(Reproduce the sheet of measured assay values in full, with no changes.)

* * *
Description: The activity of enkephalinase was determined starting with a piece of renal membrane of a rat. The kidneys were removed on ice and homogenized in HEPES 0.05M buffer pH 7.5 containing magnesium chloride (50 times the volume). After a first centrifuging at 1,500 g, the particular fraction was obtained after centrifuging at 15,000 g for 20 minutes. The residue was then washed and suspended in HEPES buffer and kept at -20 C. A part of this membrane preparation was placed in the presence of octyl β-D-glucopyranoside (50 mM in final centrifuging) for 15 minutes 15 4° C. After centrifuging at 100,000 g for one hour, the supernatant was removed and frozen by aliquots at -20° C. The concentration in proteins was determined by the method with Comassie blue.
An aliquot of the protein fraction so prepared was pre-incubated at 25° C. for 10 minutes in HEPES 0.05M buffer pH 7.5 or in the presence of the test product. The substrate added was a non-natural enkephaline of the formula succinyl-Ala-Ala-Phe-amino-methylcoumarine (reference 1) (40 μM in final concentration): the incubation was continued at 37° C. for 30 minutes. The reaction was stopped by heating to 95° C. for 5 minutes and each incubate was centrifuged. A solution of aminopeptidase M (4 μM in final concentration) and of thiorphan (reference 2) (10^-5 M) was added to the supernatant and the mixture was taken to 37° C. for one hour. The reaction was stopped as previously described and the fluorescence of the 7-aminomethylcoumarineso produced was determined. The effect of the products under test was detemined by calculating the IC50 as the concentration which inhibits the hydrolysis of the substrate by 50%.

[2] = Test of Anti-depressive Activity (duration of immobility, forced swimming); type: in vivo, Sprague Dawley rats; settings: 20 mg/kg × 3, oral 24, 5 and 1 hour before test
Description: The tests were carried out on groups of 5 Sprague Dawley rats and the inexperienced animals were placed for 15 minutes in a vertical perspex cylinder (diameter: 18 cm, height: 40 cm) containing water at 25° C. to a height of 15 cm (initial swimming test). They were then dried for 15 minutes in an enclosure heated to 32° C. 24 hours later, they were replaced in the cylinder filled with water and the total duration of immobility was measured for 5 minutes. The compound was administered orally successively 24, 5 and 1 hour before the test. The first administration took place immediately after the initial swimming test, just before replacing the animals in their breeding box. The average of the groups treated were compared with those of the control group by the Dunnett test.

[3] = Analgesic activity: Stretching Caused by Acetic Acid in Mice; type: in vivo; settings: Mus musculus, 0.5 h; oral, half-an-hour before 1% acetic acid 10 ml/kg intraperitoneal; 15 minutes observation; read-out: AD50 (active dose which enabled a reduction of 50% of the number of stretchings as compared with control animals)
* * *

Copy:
Description: The activity of enkephalinase was determined starting with a piece of renal membrane of a rat. The kidneys were removed on ice and homogenized in HEPES 0.05M buffer pH 7.5 containing magnesium chloride (50 times the volume). After a first centrifuging at 1,500 g, the particular fraction was obtained after centrifuging at 15,000 g for 20 minutes. The residue was then washed and suspended in HEPES buffer and kept at -20 C. A part of this membrane preparation was placed in the presence of octyl β-D-glucopyranoside (50 mM in final centrifuging) for 15 minutes 15 4° C. After centrifuging at 100,000 g for one hour, the supernatant was removed and frozen by aliquots at -20° C. The concentration in proteins was determined by the method with Comassie blue.
An aliquot of the protein fraction so prepared was pre-incubated at 25° C. for 10 minutes in HEPES 0.05M buffer pH 7.5 or in the presence of the test product. The substrate added was a non-natural enkephaline of the formula succinyl-Ala-Ala-Phe-amino-methylcoumarine (reference 1) (40 μM in final concentration): the incubation was continued at 37° C. for 30 minutes. The reaction was stopped by heating to 95° C. for 5 minutes and each incubate was centrifuged. A solution of aminopeptidase M (4 μM in final concentration) and of thiorphan (reference 2) (10^-5 M) was added to the supernatant and the mixture was taken to 37° C. for one hour. The reaction was stopped as previously described and the fluorescence of the 7-aminomethylcoumarineso produced was determined. The effect of the products under test was detemined by calculating the IC50 as the concentration which inhibits the hydrolysis of the substrate by 50%.

[2] = Test of Anti-depressive Activity (duration of immobility, forced swimming); type: in vivo, Sprague Dawley rats; settings: 20 mg/kg × 3, oral 24, 5 and 1 hour before test
Description: The tests were carried out on groups of 5 Sprague Dawley rats and the inexperienced animals were placed for 15 minutes in a vertical perspex cylinder (diameter: 18 cm, height: 40 cm) containing water at 25° C. to a height of 15 cm (initial swimming test). They were then dried for 15 minutes in an enclosure heated to 32° C. 24 hours later, they were replaced in the cylinder filled with water and the total duration of immobility was measured for 5 minutes. The compound was administered orally successively 24, 5 and 1 hour before the test. The first administration took place immediately after the initial swimming test, just before replacing the animals in their breeding box. The average of the groups treated were compared with those of the control group by the Dunnett test.

[3] = Analgesic activity: Stretching Caused by Acetic Acid in Mice; type: in vivo; settings: Mus musculus, 0.5 h; oral, half-an-hour before 1% acetic acid 10 ml/kg intraperitoneal; 15 minutes observation; read-out: AD50 (active dose which enabled a reduction of 50% of the number of stretchings as compared with control animals)